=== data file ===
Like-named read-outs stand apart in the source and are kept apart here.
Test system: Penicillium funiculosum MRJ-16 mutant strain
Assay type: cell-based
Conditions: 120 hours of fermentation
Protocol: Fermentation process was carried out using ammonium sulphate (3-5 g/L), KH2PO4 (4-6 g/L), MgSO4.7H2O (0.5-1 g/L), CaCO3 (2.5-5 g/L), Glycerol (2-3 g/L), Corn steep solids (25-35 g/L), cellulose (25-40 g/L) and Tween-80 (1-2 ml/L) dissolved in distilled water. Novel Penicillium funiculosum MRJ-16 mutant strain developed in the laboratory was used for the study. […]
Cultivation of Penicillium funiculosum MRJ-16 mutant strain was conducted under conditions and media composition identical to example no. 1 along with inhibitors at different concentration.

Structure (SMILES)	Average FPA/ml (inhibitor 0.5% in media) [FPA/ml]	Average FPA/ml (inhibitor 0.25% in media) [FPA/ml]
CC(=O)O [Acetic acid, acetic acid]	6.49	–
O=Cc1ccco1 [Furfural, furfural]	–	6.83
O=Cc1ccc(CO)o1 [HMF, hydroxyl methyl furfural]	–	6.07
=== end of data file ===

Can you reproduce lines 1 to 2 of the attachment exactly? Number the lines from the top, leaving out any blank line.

Like-named read-outs stand apart in the source and are kept apart here.
Test system: Penicillium funiculosum MRJ-16 mutant strain